Posted by at 06:56
Jan 052016

Independent Institute Articles Recent Articles and op-eds from the Independent Institute

 Posted by at 11:25
Jan 052016
 Posted by at 10:38
Jan 052016
  • Fos Extracts - 2018 Table of Contents

    2018-05-03   Friends of Science May EventWhat Global Warming? How About Global CoolingGovernment’s Electricity Plans Will Shock AlbertansAlberta’s Copying Ontario’s Disastrous Electricity Policy-What Could Go Wrong?What Canada Can Learn from Germany: The Truth about “Cheap” Solar and Wind PowerThe Political Activities of Canadian CharitiesWhy is a “Green” Car Company Pivoting Back to SUVs?EPA Chief Scott Pruitt Moves to End Reliance on ‘Secret Science’Four Questions on Climate Chang […]

  • FoS Extracts - 2018

    By: Ian Cameron                 TABLE OF CONTENTS   2018-05-03   Friends of Science May Event There are only four days left to purchase tickets to our Annual Event in Calgary on May 15: Extreme Climate Uncertainty. https://www.eventbrite.ca/e/extreme-climate-uncertainty-tickets-44583681993>   Also, […]

  • Modulation of Ice Ages via Precession and Dust-Albedo Feedbacks

    The slow wobble, or precession, of the axis of the Earth causes the "Great Year" because it gives warm and cool seasons over its approximate 23,000-year cycle. The advancing ice sheets during a "Great Winter" increases the Earth's albedo, reflecting sunlight and resisting the warming effect of the next "Great Summer". As the ice sheets grow and the seas cool, CO2 also reduces as it is absorbed by the oceans. Most plants suffer severe stress at 190 ppm CO2 and die at 150 ppm, because CO2 is a primary plant-food. The concentration finally reaches the critical 190 ppm level where world flora begins to die and the Gobi steppe-lands turn into a true sand desert. The ensuing dust storms dump thousands of tonnes of dust onto the northern ice sheets each year. The interglacial periods occur only every fourth or fifth Great Year. Ice core data shows that every interglacial warming period is preceded by about 10,000 years of intense dust storms. When the next Great Summer comes along, the dusty polar ice sheets can warm and melt and the next interglacial is born. Low concentrations of CO2 near the end of an ice age causes a die-off of plants leading to dust storms, reducing the ice sheet albedo, resulting in warming and the interglacial periods. […]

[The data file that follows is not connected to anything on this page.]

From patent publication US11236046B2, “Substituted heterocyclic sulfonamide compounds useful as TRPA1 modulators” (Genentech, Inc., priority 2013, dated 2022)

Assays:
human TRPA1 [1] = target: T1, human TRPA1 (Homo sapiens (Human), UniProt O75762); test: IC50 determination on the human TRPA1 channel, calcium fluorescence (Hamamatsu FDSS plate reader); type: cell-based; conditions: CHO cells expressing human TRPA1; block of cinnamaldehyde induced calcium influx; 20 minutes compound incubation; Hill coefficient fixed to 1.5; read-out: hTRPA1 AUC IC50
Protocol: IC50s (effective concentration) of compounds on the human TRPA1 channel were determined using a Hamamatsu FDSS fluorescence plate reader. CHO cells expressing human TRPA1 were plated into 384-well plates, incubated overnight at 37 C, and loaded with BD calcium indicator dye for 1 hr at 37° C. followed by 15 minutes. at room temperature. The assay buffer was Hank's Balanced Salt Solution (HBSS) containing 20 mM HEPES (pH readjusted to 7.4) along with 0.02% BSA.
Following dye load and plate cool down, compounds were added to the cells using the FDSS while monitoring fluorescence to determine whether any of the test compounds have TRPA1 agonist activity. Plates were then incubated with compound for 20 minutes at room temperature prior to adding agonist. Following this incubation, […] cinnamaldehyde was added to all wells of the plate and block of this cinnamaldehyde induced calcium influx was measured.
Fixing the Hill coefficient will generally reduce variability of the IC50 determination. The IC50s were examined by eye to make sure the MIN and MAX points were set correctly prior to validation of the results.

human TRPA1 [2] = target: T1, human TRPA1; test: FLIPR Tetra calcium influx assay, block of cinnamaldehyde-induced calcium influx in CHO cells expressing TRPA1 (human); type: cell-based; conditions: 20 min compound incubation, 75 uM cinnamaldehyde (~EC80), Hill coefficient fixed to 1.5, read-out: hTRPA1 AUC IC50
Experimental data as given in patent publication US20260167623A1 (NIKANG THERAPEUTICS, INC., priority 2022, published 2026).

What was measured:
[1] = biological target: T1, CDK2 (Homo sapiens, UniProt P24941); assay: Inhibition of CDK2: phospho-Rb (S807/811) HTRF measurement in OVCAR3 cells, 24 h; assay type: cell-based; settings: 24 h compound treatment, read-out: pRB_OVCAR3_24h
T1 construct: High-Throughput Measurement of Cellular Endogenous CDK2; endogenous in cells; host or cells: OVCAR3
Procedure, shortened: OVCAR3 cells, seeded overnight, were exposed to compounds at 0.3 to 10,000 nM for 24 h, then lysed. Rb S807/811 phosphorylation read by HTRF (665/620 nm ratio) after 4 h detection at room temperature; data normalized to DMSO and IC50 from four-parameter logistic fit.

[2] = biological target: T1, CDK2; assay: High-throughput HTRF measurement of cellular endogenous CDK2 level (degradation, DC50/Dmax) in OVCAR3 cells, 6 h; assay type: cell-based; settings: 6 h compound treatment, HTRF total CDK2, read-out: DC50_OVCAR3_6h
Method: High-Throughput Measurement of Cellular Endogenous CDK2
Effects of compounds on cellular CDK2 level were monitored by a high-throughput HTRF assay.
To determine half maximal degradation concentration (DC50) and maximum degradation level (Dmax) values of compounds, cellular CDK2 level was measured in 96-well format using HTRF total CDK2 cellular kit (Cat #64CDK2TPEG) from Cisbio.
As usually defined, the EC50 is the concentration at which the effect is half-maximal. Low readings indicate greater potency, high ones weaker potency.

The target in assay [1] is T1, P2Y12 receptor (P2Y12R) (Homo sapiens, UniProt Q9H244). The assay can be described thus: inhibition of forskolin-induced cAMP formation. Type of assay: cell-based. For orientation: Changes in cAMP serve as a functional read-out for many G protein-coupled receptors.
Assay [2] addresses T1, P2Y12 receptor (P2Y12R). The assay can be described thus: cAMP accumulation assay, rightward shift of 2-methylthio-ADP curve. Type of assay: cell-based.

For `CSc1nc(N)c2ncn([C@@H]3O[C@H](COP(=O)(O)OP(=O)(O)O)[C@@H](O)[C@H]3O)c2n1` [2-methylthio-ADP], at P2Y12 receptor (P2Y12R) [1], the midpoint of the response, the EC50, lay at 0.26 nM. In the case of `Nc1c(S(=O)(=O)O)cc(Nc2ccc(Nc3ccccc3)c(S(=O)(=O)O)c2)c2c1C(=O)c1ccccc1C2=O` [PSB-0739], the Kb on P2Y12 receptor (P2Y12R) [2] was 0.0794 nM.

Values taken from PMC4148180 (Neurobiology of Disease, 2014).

• How America Can Dominate the World Energy Market

    Tom Harris, executive director of the International Climate Science Coalition, writes about America First Energy Conference on Nov. 9, organized by the Heartland Institute, contrasting its message to that from the recent UN climate conference in Bonn. Craig Idso told the audience that the whole biosphere is reaping incredible benefits from increasing CO2. Energy dominance is achievable if current development plans continue. One speaker said America could become a net exporter of oil within five years. America has the world’s largest coal reserves, but exports are hampered due to lack of export terminals. […]

  • Climate Sensitivity from the Bulk Troposphere

    A new study by John Christy and Richard McNider used the warming of the bulk troposphere from satellite data to calculate an upper limit on transient climate sensitivity. The study removed ocean effect like El Nino and effect to two major volcanoes to determine a temperature trend attributable to only greenhouse gasses and natural forcing. If natural forcing contributed nothing, which is extremely unlikely, the temperature trend is 0.069 °C, giving a climate response of 1.1 °C, which is about one-half of the value estimate by climate models. A link to the paper is at the end of the article. […]